I've been using Inventor for 7 years and made the switch to SolidWorks 8 years ago.
I don't know about a list of feature names of both. There is one for AutoCAd users, but that is not what you are after.
Most of the features have the same name, except for the more specialist ones. SolidWorks has things to offer that Inventor doesn't have. From my experience the best way to get a steep learning curve is to do the tutorials, you are interested in. They are really good. That way you can get rid of old habits because both programs are not the same at all only similar at first view.
Hope this helps you in the right direction.
Eddy Makes a lot of good points. I would suggest not attempting to find similarities but instead focus on learning a new program. The tutorials are very good and there are also some learning opportunities available on mysolidworks.com. Another good resource for long-term would be to find a local SW user group.
I got into SW with a AutoCAD, AutoCAD Architecture and Revit background, so a bit different but same kind of challenges. I agree, the most helpful was the tutorials, even though they seam very elementary at first. Also I was able to get my company to spring for a class at a community college. It was cheap, but best of all the prof. got us free student versions (limited time) that allowed me to do more tutorials at home. Also, if you think you should be able to do something, there is probably a YouTube video and if not someone here has always been able and kind enough to help out. Good luck.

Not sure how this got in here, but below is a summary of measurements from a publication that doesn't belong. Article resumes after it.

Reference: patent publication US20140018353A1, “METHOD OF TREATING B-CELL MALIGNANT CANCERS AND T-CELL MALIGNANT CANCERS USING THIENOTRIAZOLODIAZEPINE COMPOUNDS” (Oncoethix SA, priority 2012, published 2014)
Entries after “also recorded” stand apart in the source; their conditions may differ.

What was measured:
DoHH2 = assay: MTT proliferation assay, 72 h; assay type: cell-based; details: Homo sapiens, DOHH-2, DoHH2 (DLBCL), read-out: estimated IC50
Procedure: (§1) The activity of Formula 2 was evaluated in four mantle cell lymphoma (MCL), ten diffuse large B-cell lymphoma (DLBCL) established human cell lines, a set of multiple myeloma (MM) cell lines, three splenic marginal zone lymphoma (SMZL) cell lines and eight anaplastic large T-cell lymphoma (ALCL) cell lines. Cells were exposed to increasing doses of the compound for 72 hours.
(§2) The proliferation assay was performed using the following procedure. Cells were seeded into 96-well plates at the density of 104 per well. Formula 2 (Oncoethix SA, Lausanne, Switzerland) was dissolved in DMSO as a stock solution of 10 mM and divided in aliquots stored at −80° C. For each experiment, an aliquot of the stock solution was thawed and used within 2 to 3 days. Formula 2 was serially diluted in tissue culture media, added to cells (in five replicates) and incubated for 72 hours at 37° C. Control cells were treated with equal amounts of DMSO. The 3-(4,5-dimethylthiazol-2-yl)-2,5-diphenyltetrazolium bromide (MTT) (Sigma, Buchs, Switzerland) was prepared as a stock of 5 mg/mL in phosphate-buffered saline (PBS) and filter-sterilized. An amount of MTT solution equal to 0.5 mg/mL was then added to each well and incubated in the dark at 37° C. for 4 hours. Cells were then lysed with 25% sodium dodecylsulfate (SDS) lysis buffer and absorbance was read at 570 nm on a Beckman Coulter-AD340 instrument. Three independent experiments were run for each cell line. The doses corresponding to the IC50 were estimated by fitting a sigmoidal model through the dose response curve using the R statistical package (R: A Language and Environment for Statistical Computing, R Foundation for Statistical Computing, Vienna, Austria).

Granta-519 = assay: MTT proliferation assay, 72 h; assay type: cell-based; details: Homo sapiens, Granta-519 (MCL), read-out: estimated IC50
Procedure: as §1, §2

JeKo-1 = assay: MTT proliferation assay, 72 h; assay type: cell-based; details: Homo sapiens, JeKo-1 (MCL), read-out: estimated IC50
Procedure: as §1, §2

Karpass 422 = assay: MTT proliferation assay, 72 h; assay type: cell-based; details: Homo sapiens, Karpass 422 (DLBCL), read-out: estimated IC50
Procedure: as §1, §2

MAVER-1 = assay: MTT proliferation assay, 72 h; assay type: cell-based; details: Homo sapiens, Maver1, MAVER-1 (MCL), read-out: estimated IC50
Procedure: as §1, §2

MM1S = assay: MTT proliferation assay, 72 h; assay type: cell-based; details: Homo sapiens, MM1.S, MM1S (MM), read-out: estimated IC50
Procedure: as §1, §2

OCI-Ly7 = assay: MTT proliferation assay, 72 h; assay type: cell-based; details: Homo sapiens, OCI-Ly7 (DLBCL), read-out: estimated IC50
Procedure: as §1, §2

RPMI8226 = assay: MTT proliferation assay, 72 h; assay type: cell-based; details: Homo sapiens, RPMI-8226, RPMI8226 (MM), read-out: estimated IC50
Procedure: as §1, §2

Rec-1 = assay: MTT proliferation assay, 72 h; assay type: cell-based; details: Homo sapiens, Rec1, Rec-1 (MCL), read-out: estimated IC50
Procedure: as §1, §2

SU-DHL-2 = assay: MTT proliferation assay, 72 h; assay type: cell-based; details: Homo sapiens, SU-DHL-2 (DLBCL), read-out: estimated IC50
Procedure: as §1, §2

Thank you all for the valuable input. I am going to go through the tutorials this weekend. Is there any downloadable start up guides or manuals I could purchase? Im hoping I can transition fairly quickly ( a few weeks) to take this contract.
And on a different subject, the first thing I notice when toying around in SW is that there always seems to be windows popping up and disappearing on me. When Im in Inventor, if I open an extrude command, the little window will stay put until Im done.
Is there an option I can use to prevent these windows from collapsing themselves?
The "little windows" are probably Context Toolbars.
Some people dislike them and disable them, but try them first. They can be quite helpful.
Pay special attention to the S key shortcut. It can be extensively modified and in many cases eliminate the need for having permanent toolbars on-screen. I find it an immense time saver and keeps the screen uncluttered.
Kelvin has probably identified the "little windows" that you are talking about and given you some very good advice. If you are talking about the normal command windows, then some of them do have a pin so that you can lock them in place. For instance, if you are going to insert a number of existing components into an assembly, the Insert Component command has a pin so that you can pin it open.
Oh, and take seriously the advice to try and clear your head of how Inventor works and just focus on how SolidWorks works. If you try to use SW the same way you used Inventor, you are quite likely to drive yourself nuts.